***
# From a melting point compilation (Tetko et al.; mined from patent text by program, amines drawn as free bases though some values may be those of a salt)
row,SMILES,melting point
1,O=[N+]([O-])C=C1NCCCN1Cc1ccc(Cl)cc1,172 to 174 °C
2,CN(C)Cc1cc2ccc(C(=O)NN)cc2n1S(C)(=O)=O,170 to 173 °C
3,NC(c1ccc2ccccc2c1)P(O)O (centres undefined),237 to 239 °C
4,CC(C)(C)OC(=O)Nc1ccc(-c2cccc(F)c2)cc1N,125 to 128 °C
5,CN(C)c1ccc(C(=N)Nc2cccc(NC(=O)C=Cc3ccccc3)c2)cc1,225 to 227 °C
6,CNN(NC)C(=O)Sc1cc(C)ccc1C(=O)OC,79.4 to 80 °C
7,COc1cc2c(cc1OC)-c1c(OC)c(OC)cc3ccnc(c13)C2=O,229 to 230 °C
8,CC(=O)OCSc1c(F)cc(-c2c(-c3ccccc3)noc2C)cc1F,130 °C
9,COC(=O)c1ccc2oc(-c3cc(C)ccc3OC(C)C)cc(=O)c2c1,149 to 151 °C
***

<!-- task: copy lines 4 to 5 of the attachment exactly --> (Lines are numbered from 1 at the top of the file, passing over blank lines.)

2,CN(C)Cc1cc2ccc(C(=O)NN)cc2n1S(C)(=O)=O,170 to 173 °C
3,NC(c1ccc2ccccc2c1)P(O)O (centres undefined),237 to 239 °C